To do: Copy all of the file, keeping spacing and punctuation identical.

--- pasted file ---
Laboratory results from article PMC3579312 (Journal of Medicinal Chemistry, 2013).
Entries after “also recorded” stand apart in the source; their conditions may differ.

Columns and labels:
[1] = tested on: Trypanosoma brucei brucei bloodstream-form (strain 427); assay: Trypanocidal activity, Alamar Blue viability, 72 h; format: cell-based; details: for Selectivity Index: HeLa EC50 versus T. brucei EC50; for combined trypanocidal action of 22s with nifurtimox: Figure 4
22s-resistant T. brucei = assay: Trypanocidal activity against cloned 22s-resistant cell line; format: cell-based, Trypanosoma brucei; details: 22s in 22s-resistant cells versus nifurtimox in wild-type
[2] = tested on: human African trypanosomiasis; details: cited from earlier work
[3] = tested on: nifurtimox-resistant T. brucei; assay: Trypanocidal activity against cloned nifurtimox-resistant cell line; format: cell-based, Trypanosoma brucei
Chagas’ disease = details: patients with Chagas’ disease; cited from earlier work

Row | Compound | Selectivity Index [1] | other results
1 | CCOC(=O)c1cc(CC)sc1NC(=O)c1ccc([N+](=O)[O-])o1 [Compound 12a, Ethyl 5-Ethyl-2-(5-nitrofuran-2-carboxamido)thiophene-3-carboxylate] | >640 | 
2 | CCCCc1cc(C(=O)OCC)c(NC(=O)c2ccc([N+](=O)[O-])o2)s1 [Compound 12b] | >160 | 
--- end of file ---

Laboratory results from article PMC3579312 (Journal of Medicinal Chemistry, 2013).
Entries after “also recorded” stand apart in the source; their conditions may differ.

Columns and labels:
[1] = tested on: Trypanosoma brucei brucei bloodstream-form (strain 427); assay: Trypanocidal activity, Alamar Blue viability, 72 h; format: cell-based; details: for Selectivity Index: HeLa EC50 versus T. brucei EC50; for combined trypanocidal action of 22s with nifurtimox: Figure 4
22s-resistant T. brucei = assay: Trypanocidal activity against cloned 22s-resistant cell line; format: cell-based, Trypanosoma brucei; details: 22s in 22s-resistant cells versus nifurtimox in wild-type
[2] = tested on: human African trypanosomiasis; details: cited from earlier work
[3] = tested on: nifurtimox-resistant T. brucei; assay: Trypanocidal activity against cloned nifurtimox-resistant cell line; format: cell-based, Trypanosoma brucei
Chagas’ disease = details: patients with Chagas’ disease; cited from earlier work

Row | Compound | Selectivity Index [1] | other results
1 | CCOC(=O)c1cc(CC)sc1NC(=O)c1ccc([N+](=O)[O-])o1 [Compound 12a, Ethyl 5-Ethyl-2-(5-nitrofuran-2-carboxamido)thiophene-3-carboxylate] | >640 | 
2 | CCCCc1cc(C(=O)OCC)c(NC(=O)c2ccc([N+](=O)[O-])o2)s1 [Compound 12b] | >160 | 